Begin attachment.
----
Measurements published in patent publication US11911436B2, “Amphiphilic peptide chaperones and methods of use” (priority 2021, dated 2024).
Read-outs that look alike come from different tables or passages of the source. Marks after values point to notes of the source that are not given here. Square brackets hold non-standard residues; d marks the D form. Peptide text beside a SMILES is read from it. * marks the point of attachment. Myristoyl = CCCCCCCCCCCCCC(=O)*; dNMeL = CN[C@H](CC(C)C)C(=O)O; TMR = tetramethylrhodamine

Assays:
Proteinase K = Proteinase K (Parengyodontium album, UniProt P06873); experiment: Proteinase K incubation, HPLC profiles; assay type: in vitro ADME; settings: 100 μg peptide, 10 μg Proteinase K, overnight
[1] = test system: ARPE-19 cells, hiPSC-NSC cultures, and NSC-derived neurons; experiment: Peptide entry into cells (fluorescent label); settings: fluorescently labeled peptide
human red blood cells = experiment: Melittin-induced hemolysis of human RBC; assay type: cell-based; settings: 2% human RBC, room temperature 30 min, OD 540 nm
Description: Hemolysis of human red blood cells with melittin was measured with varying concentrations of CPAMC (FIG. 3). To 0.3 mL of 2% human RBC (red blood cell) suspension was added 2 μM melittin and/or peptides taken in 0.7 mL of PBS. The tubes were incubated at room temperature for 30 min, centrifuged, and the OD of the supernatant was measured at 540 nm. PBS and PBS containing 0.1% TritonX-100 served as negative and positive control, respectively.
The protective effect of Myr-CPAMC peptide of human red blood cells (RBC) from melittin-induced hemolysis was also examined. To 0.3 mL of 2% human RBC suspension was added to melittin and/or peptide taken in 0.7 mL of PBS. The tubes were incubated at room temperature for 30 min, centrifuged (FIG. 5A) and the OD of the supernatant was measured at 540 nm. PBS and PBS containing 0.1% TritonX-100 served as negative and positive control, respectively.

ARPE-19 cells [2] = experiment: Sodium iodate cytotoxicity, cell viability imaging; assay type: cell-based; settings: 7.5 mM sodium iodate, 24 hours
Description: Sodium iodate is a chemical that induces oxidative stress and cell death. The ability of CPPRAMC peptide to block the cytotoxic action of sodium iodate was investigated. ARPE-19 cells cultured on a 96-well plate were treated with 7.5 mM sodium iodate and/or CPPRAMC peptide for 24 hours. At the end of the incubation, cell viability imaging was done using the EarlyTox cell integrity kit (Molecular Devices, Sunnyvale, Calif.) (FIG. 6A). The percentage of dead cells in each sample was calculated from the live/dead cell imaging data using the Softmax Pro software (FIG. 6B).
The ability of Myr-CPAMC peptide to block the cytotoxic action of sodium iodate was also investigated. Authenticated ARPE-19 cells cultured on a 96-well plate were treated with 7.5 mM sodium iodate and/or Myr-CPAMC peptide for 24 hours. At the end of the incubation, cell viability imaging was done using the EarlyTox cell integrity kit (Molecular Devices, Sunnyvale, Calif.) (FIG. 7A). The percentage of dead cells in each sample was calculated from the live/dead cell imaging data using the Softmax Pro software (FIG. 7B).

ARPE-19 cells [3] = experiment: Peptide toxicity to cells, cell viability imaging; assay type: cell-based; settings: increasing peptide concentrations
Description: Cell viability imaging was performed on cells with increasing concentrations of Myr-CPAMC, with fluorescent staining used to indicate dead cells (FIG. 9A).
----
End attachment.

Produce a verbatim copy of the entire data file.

Measurements published in patent publication US11911436B2, “Amphiphilic peptide chaperones and methods of use” (priority 2021, dated 2024).
Read-outs that look alike come from different tables or passages of the source. Marks after values point to notes of the source that are not given here. Square brackets hold non-standard residues; d marks the D form. Peptide text beside a SMILES is read from it. * marks the point of attachment. Myristoyl = CCCCCCCCCCCCCC(=O)*; dNMeL = CN[C@H](CC(C)C)C(=O)O; TMR = tetramethylrhodamine

Assays:
Proteinase K = Proteinase K (Parengyodontium album, UniProt P06873); experiment: Proteinase K incubation, HPLC profiles; assay type: in vitro ADME; settings: 100 μg peptide, 10 μg Proteinase K, overnight
[1] = test system: ARPE-19 cells, hiPSC-NSC cultures, and NSC-derived neurons; experiment: Peptide entry into cells (fluorescent label); settings: fluorescently labeled peptide
human red blood cells = experiment: Melittin-induced hemolysis of human RBC; assay type: cell-based; settings: 2% human RBC, room temperature 30 min, OD 540 nm
Description: Hemolysis of human red blood cells with melittin was measured with varying concentrations of CPAMC (FIG. 3). To 0.3 mL of 2% human RBC (red blood cell) suspension was added 2 μM melittin and/or peptides taken in 0.7 mL of PBS. The tubes were incubated at room temperature for 30 min, centrifuged, and the OD of the supernatant was measured at 540 nm. PBS and PBS containing 0.1% TritonX-100 served as negative and positive control, respectively.
The protective effect of Myr-CPAMC peptide of human red blood cells (RBC) from melittin-induced hemolysis was also examined. To 0.3 mL of 2% human RBC suspension was added to melittin and/or peptide taken in 0.7 mL of PBS. The tubes were incubated at room temperature for 30 min, centrifuged (FIG. 5A) and the OD of the supernatant was measured at 540 nm. PBS and PBS containing 0.1% TritonX-100 served as negative and positive control, respectively.

ARPE-19 cells [2] = experiment: Sodium iodate cytotoxicity, cell viability imaging; assay type: cell-based; settings: 7.5 mM sodium iodate, 24 hours
Description: Sodium iodate is a chemical that induces oxidative stress and cell death. The ability of CPPRAMC peptide to block the cytotoxic action of sodium iodate was investigated. ARPE-19 cells cultured on a 96-well plate were treated with 7.5 mM sodium iodate and/or CPPRAMC peptide for 24 hours. At the end of the incubation, cell viability imaging was done using the EarlyTox cell integrity kit (Molecular Devices, Sunnyvale, Calif.) (FIG. 6A). The percentage of dead cells in each sample was calculated from the live/dead cell imaging data using the Softmax Pro software (FIG. 6B).
The ability of Myr-CPAMC peptide to block the cytotoxic action of sodium iodate was also investigated. Authenticated ARPE-19 cells cultured on a 96-well plate were treated with 7.5 mM sodium iodate and/or Myr-CPAMC peptide for 24 hours. At the end of the incubation, cell viability imaging was done using the EarlyTox cell integrity kit (Molecular Devices, Sunnyvale, Calif.) (FIG. 7A). The percentage of dead cells in each sample was calculated from the live/dead cell imaging data using the Softmax Pro software (FIG. 7B).

ARPE-19 cells [3] = experiment: Peptide toxicity to cells, cell viability imaging; assay type: cell-based; settings: increasing peptide concentrations
Description: Cell viability imaging was performed on cells with increasing concentrations of Myr-CPAMC, with fluorescent staining used to indicate dead cells (FIG. 9A).